Fun Fancy Fact: Certain numbers are sometimes referred to as ‘KPIs’ or Key Performance Indicators. This is just business lingo for ‘a very important number we track that tells us if our business is successful.’
In general, you’ll want to track metrics like:
To determine if a metric is worth tracking for you, ask yourself these questions:
If you’re running a webinar, like in my previous example, you’d want to track the number of visitors to your webinar landing page, webinar registrations, email open and click through rates, webinar attendance, sales, and email stats for your post-webinar sequence, too.
These are all metrics that can impact decisions in your business, that you can intentionally influence, and that drive the end result you want — sales!
A Word on Social Media Metrics: Social media stats can be useful for planning your marketing efforts and will be meaningful, in particular, to social media experts you may work with. That said, don’t over-focus on these or make them mean you’re doing well in business or not. Focus on your more dependable stats to determine the longevity of your business success.
Earlier, I mentioned how knowing industry standards and your past metrics can help you recognize if your results are typical and how much they can be improved. This means your data can also give you a glimpse into the future.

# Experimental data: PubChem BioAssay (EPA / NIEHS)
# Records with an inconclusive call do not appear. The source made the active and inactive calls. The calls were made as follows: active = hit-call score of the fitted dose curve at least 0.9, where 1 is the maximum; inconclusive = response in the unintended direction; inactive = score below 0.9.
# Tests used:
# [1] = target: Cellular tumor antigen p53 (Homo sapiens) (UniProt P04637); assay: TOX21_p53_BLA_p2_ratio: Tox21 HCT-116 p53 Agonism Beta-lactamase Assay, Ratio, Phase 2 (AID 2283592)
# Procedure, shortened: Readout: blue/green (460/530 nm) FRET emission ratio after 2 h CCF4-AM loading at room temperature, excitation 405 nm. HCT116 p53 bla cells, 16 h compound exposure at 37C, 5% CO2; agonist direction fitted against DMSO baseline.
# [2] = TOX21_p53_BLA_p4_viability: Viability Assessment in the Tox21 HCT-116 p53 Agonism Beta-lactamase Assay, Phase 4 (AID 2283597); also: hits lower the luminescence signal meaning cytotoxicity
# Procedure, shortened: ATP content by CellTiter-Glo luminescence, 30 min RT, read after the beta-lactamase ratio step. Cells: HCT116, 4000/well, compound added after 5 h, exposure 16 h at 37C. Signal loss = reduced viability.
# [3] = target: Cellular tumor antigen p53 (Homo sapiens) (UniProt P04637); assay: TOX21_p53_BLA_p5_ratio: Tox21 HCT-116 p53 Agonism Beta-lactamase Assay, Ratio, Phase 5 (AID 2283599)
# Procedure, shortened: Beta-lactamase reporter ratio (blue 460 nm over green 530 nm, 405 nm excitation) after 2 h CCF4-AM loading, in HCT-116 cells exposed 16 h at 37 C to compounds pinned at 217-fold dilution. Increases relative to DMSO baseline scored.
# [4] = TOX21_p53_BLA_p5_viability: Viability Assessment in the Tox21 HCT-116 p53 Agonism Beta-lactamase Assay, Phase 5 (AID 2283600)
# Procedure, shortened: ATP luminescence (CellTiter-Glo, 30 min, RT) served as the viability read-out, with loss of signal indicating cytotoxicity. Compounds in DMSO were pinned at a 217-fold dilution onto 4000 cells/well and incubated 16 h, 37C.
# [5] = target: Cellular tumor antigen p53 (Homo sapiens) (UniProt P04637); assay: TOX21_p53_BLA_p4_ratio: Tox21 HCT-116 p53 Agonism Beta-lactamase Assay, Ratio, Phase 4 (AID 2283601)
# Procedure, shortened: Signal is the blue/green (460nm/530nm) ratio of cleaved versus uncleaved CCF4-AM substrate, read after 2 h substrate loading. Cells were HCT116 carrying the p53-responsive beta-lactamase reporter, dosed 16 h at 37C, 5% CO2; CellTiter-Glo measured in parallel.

Let’s say you know you close 50% of your sales calls. With that information, you can look ahead at your calendar for the week with six sales calls booked and know that you’ll end up with at least three new clients.
As you dig into your metrics, remember that you get to have fun and experiment with this. You can start tracking something and, later on, decide you really don’t need that metric because there are more important things for you to look at. Don’t be afraid to just get started because the more data you have, the more insights you can gain — especially when you’re being intentional and learning along the way!
If you’re thinking, “Okay, Alexis, I hear you…but I’m still allergic to anything even remotely resembling accounting or math.” I’d be happy to hop on a call with you to see how my OBM services could take metrics off your plate and help you make better data-driven decisions in your business. Just click here to contact me, tell me a bit about your business, and get a complimentary consultation on the books!
July 11, 2023